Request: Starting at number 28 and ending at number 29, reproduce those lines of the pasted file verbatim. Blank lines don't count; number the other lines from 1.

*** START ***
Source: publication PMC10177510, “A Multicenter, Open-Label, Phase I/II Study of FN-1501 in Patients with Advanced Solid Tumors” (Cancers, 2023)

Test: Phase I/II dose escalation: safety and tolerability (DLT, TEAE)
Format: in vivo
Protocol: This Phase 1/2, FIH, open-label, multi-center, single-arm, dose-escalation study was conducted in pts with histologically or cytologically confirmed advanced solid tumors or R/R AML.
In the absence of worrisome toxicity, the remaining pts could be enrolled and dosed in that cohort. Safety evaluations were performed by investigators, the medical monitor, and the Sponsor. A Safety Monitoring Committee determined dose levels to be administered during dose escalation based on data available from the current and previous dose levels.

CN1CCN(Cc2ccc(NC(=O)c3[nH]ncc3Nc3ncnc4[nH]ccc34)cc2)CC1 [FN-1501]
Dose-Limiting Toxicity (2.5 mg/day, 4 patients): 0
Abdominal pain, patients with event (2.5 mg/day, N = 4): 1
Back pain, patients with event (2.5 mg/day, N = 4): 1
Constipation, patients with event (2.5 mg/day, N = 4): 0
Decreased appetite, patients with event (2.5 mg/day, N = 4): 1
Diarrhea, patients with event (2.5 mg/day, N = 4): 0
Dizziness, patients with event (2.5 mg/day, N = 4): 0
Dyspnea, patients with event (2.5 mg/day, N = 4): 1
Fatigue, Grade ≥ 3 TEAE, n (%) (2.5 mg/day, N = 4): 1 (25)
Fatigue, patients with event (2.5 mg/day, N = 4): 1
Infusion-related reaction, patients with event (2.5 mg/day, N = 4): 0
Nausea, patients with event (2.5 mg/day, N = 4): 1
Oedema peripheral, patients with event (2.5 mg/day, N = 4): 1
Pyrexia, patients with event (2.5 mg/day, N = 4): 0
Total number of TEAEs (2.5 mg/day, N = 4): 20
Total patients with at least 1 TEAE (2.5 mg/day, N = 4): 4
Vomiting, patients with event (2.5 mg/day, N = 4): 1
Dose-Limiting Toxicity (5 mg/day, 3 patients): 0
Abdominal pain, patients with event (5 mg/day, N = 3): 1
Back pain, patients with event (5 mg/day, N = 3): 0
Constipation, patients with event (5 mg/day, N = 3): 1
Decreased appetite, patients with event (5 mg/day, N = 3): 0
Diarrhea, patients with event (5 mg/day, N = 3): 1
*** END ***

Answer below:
Decreased appetite, patients with event (5 mg/day, N = 3): 0
Diarrhea, patients with event (5 mg/day, N = 3): 1